Lupita Nyong’o and David Oyelowo Sar in Queen of Katwe

 

 

 

“Queen of Katwe” doesn’t veer from the family-friendly inspirational sports movie playbook — there’s a plucky protagonist looking for a way out, a hardworking single mom concerned about false hopes, a committed coach seeking personal redemption. But the Disney release from veteran helmer Mira Nairis quietly radical in enough ways to make you cheer despite the cliches.

In telling the true story of a preteen girl in Uganda who becomes an unlikely chess prodigy, “Katwe” is the rare Hollywood film that never sets foot in the U.S. and doesn’t focus on a white hero to make that point of view more “universal.” It respects its characters’ Christian faith, without emphasizing religion in an attempt to rope in “faith-based” ticket buyers. And it’s a film about real people facing real problems, not pre-sold brands battling it out amid CGI-enhanced spectacle.

What that means for the box office is hard to predict — the film could land anywhere from well-intentioned disappointment to sleeper success in the crowded fall season — but it should emerge as a valuable addition to Disney’s library once word of mouth spreads among family audiences and educators.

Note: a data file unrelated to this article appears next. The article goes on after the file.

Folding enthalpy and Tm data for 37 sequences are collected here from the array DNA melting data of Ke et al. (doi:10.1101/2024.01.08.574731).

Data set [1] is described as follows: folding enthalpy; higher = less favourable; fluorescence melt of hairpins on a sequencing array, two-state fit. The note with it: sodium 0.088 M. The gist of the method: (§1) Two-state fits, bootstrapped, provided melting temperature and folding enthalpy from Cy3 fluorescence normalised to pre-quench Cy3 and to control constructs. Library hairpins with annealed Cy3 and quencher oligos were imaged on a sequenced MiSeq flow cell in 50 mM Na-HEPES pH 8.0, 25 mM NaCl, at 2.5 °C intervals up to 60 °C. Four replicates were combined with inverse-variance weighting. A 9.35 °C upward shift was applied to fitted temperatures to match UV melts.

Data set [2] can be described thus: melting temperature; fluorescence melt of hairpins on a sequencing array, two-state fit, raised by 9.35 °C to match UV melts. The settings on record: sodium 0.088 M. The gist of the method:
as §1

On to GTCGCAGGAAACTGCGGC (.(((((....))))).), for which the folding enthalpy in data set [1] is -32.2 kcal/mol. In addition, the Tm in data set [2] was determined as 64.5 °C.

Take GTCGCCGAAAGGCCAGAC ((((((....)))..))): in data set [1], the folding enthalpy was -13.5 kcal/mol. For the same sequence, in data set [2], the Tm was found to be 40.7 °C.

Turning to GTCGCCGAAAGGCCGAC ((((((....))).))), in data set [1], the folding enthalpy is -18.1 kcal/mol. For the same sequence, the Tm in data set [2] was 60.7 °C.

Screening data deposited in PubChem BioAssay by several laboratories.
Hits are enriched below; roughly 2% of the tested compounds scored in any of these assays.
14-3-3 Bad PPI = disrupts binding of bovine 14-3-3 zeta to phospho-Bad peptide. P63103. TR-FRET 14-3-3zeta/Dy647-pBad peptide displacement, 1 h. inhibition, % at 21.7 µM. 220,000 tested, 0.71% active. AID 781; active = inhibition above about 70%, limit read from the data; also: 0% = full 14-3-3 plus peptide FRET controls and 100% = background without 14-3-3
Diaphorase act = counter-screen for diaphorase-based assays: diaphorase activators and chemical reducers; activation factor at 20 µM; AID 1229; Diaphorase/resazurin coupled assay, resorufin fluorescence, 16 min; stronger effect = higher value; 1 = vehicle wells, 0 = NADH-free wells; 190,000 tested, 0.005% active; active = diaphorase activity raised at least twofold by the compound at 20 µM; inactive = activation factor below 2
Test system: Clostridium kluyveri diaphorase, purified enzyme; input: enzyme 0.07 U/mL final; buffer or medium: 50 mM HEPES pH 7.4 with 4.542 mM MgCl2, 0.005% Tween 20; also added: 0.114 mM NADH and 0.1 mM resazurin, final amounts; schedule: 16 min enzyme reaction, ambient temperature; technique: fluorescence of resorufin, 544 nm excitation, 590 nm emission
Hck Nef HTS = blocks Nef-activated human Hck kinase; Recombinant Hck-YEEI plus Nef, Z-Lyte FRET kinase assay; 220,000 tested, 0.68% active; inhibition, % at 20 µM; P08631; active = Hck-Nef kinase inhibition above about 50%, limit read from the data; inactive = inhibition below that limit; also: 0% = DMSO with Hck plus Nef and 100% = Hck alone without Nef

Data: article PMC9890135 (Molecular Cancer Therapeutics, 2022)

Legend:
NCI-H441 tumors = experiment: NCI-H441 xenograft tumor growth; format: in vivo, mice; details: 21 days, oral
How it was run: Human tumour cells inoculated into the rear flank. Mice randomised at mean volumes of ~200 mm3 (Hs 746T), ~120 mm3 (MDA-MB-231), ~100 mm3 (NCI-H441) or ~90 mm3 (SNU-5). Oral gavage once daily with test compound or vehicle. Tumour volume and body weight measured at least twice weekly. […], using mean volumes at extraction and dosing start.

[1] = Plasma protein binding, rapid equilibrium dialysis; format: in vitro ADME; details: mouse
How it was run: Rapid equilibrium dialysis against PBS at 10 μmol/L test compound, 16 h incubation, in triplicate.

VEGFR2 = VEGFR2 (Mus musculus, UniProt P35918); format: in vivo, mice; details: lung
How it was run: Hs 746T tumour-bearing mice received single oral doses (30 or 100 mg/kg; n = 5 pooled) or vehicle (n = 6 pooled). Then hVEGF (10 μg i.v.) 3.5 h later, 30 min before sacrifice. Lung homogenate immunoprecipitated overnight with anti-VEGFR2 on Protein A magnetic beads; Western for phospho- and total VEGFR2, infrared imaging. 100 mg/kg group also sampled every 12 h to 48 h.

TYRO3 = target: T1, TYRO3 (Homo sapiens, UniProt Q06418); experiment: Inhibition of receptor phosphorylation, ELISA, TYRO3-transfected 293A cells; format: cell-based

When we first see heroine Phiona Mutesi (Madina Nalwanga) she’s on the cusp of becoming a national chess champion, and the narrative skips back a few years to trace how she got there. Only 9 years old when she discovers the game, Phiona lives in extreme poverty in a shantytown called Katwe, just outside the capital city of Kampala. Her mother Harriet (Lupita Nyong’o) hawks vegetables to support Phiona and her two younger brothers. Another sibling and Phiona’s father have both passed away, while teenage sister Night (Taryn “Kay” Kyaze) has taken up with an older man.

Bleak circumstances aside — and the script by William Wheeler understandably omits many of the harsher details of life in Uganda included in Tim Crothers’ nonfiction book of the same name — Phiona is nothing if not determined. She refuses to let her gender, social status, or lack of an education (her mother can’t afford the expense of sending her to school) stand in the way of mastering the strategies of chess.

 

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-Variety.com

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